But the question remains, what does B actually represent?


Let's take another look at our original trig diagram from above.

In the dot product function \(|a|cos(\theta)|b|\), \(\theta\) actually means the angle between the vectors a and b. Given this information I think it makes sense that our b vector is the x-axis.

So we have finally arrived at a representation for our rotated axes!

If we make the first row of our function matrix the x-axis ray, and the second row the y-axis ray, we can use that matrix to "rotate" the point.

$$ \begin{align} \color{blue}{A_2} &= (A_1.x, A_1.y) \begin{pmatrix} \color{red}{X.x} & \color{green}{Y.x} \\ \color{red}{X.y} & \color{green}{Y.y} \end{pmatrix} \\ &= (A_1.x \cdot {\color{red}X.x} + A_1.y \cdot {\color{red}X.y}, A_1.x \cdot {\color{green}Y.x} + A_1.y \cdot {\color{green}Y.y}) \\ & \phantom{=} \quad \mbox{^ the above is our dot product ^} \\ & \phantom{=} \qquad \mbox{which is why this results in rotation} \end{align} $$ $$ \begin{align} \color{blue}{A_2} &= (0.6, 0.3) \begin{pmatrix} \color{red}{0.86} & \color{green}{0.51} \\ \color{red}{\mbox{-}0.51} & \color{green}{0.86} \end{pmatrix} \\ &= (0.6 \cdot {\color{red}0.86} + 0.3 \cdot {\color{red}\mbox{-}0.51}, 0.6 \cdot {\color{green}0.51} + 0.3 \cdot {\color{green}0.86}) \\ &= (0.51 + \mbox{-}0.15, 0.15 + 0.51)\\ &= \color{blue}(.36, 0.56) \end{align} $$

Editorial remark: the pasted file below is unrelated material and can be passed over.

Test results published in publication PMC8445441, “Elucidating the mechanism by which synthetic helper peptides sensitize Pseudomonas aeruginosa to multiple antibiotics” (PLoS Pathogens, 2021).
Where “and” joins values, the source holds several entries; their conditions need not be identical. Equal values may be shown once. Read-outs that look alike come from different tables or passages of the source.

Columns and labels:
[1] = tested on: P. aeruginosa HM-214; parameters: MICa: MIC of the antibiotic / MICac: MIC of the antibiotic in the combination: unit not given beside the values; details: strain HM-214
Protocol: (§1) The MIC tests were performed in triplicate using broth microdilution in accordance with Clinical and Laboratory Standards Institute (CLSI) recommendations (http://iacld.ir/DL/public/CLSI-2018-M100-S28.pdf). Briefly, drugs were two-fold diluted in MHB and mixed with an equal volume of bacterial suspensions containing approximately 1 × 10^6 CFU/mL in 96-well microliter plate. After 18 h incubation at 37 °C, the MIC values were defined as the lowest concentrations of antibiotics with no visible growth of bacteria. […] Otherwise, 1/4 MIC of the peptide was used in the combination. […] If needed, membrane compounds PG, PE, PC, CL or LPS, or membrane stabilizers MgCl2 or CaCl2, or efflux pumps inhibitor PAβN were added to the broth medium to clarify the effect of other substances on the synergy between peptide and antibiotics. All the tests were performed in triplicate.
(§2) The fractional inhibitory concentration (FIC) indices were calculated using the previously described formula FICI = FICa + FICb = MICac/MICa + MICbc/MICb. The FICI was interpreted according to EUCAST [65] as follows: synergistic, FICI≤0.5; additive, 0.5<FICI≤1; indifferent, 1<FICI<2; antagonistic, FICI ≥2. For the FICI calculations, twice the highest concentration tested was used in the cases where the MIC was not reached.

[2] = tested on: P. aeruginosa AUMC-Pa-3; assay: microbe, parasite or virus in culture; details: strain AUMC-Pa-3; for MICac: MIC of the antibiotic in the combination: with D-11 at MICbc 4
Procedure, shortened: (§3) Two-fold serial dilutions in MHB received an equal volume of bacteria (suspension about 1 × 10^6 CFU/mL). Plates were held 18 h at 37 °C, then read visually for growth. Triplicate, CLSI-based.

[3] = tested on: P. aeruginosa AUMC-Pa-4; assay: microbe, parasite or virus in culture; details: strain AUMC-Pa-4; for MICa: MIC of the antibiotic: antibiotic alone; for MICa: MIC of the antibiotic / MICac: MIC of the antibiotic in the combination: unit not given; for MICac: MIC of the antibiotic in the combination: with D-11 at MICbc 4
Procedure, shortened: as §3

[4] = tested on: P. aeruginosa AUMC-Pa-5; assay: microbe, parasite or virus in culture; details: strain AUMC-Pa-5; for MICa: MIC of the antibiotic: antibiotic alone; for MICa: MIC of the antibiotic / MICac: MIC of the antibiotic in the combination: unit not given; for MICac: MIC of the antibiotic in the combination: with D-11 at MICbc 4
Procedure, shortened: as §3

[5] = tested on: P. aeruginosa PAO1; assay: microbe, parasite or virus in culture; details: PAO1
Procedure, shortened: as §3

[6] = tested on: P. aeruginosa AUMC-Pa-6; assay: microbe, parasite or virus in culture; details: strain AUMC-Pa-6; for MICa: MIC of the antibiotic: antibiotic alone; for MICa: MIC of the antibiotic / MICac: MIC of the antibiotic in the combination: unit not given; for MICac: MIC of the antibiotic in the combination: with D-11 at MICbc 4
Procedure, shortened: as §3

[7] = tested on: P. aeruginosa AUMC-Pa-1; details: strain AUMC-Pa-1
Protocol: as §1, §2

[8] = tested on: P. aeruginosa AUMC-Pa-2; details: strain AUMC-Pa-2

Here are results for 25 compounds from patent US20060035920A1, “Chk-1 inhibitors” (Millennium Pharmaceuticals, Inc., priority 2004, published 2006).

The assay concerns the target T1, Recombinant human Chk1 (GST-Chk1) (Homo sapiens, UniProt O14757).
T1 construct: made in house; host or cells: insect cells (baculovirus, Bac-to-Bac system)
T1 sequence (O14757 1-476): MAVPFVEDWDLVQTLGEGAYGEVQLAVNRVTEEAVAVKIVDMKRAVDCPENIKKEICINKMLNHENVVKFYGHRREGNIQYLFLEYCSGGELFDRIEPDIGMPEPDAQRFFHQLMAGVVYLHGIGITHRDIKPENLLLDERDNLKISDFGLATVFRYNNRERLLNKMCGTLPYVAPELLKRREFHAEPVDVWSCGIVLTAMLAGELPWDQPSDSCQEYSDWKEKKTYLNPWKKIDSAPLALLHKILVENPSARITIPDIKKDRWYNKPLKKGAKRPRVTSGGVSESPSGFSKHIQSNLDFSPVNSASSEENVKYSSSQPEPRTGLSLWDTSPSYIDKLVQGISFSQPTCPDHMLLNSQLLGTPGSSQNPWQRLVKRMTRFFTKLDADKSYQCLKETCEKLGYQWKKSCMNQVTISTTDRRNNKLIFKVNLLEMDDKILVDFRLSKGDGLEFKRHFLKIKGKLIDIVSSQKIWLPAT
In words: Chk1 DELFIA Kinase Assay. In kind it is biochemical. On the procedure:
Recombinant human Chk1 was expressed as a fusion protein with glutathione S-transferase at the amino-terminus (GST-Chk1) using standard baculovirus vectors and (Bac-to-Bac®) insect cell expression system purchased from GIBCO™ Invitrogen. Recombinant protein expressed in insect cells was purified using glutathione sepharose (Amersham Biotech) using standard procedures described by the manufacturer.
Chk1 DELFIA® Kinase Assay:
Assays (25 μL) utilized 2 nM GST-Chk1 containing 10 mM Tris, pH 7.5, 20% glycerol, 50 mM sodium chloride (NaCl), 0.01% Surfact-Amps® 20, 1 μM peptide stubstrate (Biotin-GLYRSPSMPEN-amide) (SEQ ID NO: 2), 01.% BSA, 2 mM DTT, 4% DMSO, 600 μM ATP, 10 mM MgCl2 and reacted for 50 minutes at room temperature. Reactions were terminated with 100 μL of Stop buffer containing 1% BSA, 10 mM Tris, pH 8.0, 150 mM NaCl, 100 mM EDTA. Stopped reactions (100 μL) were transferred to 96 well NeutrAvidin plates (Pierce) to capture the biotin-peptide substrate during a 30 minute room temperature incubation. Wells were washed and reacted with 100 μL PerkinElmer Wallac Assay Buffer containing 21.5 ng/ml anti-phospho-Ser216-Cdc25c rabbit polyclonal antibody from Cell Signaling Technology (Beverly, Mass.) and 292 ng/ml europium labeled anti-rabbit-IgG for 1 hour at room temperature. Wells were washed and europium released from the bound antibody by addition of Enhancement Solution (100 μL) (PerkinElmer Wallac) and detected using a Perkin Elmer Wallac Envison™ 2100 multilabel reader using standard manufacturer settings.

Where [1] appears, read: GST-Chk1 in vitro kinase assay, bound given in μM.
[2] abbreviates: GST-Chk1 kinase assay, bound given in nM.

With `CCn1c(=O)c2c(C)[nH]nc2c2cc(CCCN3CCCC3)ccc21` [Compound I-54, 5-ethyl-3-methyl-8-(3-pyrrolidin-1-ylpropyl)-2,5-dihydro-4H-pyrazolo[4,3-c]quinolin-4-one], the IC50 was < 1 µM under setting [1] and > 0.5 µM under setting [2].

Finding Your Axes

Now all we need is a way to take our angle of rotation, and convert that into some new axes. This is pretty simple, because we just need to do trig to it again. If you've ever had to find points on a unit circle, you'll be familiar with this math.

Say we want to define our x-axis as rotated 30 degrees clockwise from where it normally is. We know our hypotenuse has to have a length of 1 to satisfy our decision above. So we can say that: $$ \begin{aligned} cos(\theta)&=\frac{adjacent}{hypotenuse} & sin(\theta)&=\frac{opposite}{hypotenuse} \\ &=\frac{x}{1} & &=\frac{y}{1} \\ cos(\theta)&=x & -sin(\theta)&=y \end{aligned} $$

the y formula is negative because we said this was a rotation of +30 degrees, but the y coord of our x axis actually went down.

The same principle applies to finding the y-axis. So our formula for that looks like: $$x=sin(\theta) \qquad and \qquad y=cos(\theta)$$

Putting it All Together

Now we've got all of our pieces. We just plug our formulas for the x and y axes into our function matrix. And walla: working math!